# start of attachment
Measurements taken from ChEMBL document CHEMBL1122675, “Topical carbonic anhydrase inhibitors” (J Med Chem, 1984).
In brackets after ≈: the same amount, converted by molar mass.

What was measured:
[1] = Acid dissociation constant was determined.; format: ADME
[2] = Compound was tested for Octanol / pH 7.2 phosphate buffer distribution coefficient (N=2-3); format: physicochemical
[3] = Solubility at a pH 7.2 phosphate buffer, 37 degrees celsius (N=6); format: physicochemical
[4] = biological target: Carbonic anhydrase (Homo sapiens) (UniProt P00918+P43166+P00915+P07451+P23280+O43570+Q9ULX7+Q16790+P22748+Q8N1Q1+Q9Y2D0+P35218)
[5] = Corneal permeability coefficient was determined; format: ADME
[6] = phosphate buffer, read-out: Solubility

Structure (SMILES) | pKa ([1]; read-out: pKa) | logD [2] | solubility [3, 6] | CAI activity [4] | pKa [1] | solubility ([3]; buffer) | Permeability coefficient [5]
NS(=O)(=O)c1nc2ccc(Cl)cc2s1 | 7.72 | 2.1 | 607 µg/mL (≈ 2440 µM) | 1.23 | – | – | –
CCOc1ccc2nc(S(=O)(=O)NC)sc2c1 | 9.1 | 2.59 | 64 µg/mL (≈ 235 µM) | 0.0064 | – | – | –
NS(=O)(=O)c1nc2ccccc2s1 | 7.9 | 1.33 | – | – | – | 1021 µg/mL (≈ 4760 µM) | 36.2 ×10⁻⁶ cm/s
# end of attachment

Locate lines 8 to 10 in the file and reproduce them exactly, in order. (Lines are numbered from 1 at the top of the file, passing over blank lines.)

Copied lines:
[5] = Corneal permeability coefficient was determined; format: ADME
[6] = phosphate buffer, read-out: Solubility

Structure (SMILES) | pKa ([1]; read-out: pKa) | logD [2] | solubility [3, 6] | CAI activity [4] | pKa [1] | solubility ([3]; buffer) | Permeability coefficient [5]